This tunnel would become known among the sanitorium employees as the “Body Chute” or “Death Tunnel.” Making light of a situation sometimes removes the sting. In reality, however, this tunnel was feared by the living, a haunting reminder of the thin line between life and death. Even now, reports of ghosts still emanate from this tunnel. Indeed, some investigators refer to the Death Chute as a paranormal hotspot. Within the depths of the tunnel, shadow figures have been witnessed, their dark presence coagulating in the shadows and manifesting as full-bodied apparitions, possibly residual reminders of a few of the nearly countless individuals who made their last journey from the sanitorium along this tunnel. It is said at the height of the tuberculosis epidemic, one person per hour died within this sanitarium. Even by the late 1930s, a decade after the outbreak of TB began, tuberculosis was still the leading cause of death in Kentucky, and in fact, Kentucky led the nation in tuberculosis deaths. Some 2,000 people a year were dying of tuberculosis in this state even after sanitoriums such as Waverly Hills were established. It is from this massive amount of lives lost that unexplained footsteps have been heard echoing from within this space, as well as disembodied voices, many screaming for light. These ghosts are the tenuous witnesses to the agonizing torments of tuberculosis that occurred within these walls.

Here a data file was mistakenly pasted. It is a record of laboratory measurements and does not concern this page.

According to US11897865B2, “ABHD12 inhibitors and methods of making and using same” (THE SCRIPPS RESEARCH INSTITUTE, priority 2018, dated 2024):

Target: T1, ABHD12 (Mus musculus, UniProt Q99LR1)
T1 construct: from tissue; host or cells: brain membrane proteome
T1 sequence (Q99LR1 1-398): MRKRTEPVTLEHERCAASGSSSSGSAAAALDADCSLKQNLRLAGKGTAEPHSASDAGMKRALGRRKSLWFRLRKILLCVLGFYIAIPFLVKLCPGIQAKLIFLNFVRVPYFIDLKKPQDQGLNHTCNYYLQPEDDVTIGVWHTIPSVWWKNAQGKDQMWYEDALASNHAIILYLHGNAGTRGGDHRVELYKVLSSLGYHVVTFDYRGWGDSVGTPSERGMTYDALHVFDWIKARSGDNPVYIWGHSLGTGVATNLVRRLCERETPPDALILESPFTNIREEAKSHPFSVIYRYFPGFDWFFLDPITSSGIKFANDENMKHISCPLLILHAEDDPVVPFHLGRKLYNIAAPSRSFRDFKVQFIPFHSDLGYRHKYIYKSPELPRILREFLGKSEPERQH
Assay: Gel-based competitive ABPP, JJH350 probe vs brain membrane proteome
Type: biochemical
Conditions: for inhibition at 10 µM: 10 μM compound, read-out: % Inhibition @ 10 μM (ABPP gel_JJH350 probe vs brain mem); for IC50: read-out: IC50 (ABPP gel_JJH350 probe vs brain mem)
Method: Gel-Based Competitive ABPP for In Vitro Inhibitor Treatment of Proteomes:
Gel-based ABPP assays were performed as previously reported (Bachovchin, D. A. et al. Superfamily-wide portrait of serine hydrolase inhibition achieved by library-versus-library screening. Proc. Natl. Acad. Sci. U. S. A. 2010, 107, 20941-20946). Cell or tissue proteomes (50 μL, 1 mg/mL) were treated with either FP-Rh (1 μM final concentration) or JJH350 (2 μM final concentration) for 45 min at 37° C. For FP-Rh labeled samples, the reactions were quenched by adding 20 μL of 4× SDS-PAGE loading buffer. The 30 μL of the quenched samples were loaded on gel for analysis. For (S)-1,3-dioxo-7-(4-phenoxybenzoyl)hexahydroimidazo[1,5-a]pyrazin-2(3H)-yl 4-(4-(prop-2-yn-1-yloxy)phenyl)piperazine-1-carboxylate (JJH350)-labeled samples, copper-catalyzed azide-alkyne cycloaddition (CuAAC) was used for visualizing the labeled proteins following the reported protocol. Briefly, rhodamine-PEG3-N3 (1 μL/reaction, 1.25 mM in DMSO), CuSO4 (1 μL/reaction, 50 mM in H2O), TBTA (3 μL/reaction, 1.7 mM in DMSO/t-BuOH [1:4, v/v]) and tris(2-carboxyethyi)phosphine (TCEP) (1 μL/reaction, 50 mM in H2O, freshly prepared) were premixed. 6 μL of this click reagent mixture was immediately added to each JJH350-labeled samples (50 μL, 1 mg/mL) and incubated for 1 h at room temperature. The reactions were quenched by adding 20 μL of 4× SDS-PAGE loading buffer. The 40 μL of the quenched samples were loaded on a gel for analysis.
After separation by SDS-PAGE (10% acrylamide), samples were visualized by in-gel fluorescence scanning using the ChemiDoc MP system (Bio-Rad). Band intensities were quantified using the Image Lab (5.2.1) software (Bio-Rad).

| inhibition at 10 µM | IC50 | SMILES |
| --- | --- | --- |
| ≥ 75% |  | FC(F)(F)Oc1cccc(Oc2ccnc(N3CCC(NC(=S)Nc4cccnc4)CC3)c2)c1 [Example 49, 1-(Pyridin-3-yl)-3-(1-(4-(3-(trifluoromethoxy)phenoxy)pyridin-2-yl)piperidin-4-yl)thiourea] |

In Search of a Cure

Waverly Hills Sanitorium attempted to treat its patients holistically, allowing exposure to sunlight, proper bed rest, healthy foods, and keeping breezeways open to allow for fresh air. But some cases were more problematic, and many barbaric attempts at surgical solutions to tuberculosis were attempted on many of patients. The most infamous of these operations was known as the artificial pneumothorax, which involved propelling air into either the lung itself or the cavity between the lungs in order to artificially collapse the diseased portion of the lung. The hope was that the lung would rest, theoretically allowing the lesions caused by tuberculosis to heal. Amazingly, many patients did survive this procedure, but those on whom the procedure was less effective died a slow, agonizing death. Their final days were restricted in various postures, such as lying on the side most affected by lesions and restricting the movement of the diseased lung with posture and gravity in the hope the patient’s life would be prolonged.